Let me set the scene for you. Nestled between expensive Santa Monica to the north and trendy Marina Del Rey to the south, the big developers consider Venice Beach one of the last 'undeveloped' beach areas in Southern California. Gentrification is afoot and a necessary part of the plan of these city "leaders" is to rid the area of homeless people, including Venice's long standing community of people living in RVs and other vehicles. Since the actual struggle took place in the Marina Del Rey Hotel, the description someone gave it as a struggle between the 'have nots' and the 'have yachts' really seemed to fit.

One part of their scheme has been to set up Overnight Parking Districts [OPDs]. By establishing permit parking in Venice they hope to stop people from parking on the streets overnight while at the same time creating another revenue stream for the city through permit fees, increased parking fees and increase tickets.

But the City of Los Angeles had a problem. Two problems really. The first problem is that Venice is also an activist community. The second problem is that any changes in parking that may effect beach access must also be approved by the California Coastal Commission. The City tried to get their way before CCC a year ago and failed when the Venice community turned out in large numbers and showed itself to be overwhelmingly opposed to the OPDs. The Commissioners told the City that it was not their job to solve the city's social problems and they thought the change would aversely affect beach access and voted 9 to 1 against. They told the city to try the application of existing laws and new social services to tackle the problem and then come back later if the still thought they needed OPDs.

A year later, this was the rematch. The City of LA has done none of the things the CCC asked them to do but they had work hard to make the CCC change their decision. A new community group, the Venice Stakeholders Association [VSA], sued the city over it and the city quickly settled pending the CCC decision and Assemblyman Ted Lieu introduced a bill in the legislature stripping the CCC of it's power in this matter, All this was put on hold while the matter was put before the CCC again.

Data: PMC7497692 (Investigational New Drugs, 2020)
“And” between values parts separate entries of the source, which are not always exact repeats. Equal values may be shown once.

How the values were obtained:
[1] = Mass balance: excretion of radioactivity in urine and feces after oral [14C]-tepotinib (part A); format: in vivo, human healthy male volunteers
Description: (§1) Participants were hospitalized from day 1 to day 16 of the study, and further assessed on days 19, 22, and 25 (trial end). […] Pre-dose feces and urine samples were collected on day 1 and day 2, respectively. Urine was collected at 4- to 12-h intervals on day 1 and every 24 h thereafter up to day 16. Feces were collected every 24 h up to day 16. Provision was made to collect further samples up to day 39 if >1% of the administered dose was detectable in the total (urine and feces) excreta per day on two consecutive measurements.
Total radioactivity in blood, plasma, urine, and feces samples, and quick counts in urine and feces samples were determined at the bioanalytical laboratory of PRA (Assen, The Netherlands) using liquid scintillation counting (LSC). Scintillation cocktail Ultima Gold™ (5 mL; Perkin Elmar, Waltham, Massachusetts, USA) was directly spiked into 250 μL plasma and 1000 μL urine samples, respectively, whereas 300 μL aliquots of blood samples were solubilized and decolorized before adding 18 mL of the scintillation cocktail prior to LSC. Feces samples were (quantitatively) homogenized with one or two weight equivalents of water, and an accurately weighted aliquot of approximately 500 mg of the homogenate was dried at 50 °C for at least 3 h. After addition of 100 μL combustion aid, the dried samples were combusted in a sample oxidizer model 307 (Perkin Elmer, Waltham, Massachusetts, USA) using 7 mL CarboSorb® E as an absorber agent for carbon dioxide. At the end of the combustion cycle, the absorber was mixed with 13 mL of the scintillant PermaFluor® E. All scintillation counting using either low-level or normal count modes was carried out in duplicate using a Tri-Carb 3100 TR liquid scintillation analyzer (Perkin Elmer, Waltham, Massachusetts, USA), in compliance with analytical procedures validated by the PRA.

Monday there was a community meeting at Venice United Methodist Church and from there dozens of community activist fanned out with fliers about the upcoming CCC meeting. So Thursday morning the hearing room was packed, they set up an overflow room. Nearly a hundred people signed up to speak, again 10 to 1 opposed. Most had blue signs saying 'NO OPD' which we waved above our heads whenever a point we favored was being made. The meeting lasted all day. After lunch, I brought my notebook and got wireless access. Five comments I posted to my Kos I/P diary of the day before were done from the hearing room. Around 5 o'clock the commission got around to voting. With Councilmen Bill Rosenthal, representatives of the LAPD and a rep from the city attorneys office all speaking in favor, threat from the Assembly to take away their power and the added pressure that a negative decision would unravel the out-of-court settlement between the city and the VSA, we all assumed the fix was in.

So we were every pleasantly surprised when the commission voted 6-3 against! It is so nice to see a government body say no to money and power and do what the community wants. As the cheering and celebration subsided, I yelled "Party at the [Venice] Bistro. And that's what many of us did.

Wednesday, June 9, 2010

Israel's Right to Exist?

The Jews that suffered so at the hands of the Nazis and others had every right to seek refuge in Palestine.

What they had no right to do was to take other people's land by force, a practice which continues to this day. (see below)

They had no right to make the non-Jewish Palestinians second class citizens in their own land.

They have no right to kill a hundred Palestinians for every Israeli killed and call it self-defense.

They had no right to wipe Palestine off the map.

Try finding it on a map now. Like a thief crying 'stop thief', they charge everyone who is against Zionism, which is a particularly virulent form of racism, with wanting to wipe Israel off the map. Funny how people tend to fear most precisely what they have done to others.

Shrinking Palestine

I believe that no state that is based on the supremacy of any single race, religion or ethnic group has a right to exist. South Africa under apartheid had no right to exist. The Southern Confederacy had no right to exist. Nazi Germany had no right to exist. Islamic states have no right to exist. Where's the confusion?

If a Jewish state is okay, how about a White state, a Catholic state, etc? Once you establish a state in the name of a certain people, once you declare this or that partial of Earth in the name this or that people, you necessarily will discriminate or try to remove people already living on that partial of Earth that are not the chosen people and you will create a racist state. Israel cannot be a Jewish state and at the same time be a state in which all people are equal and it is equality that progress demands.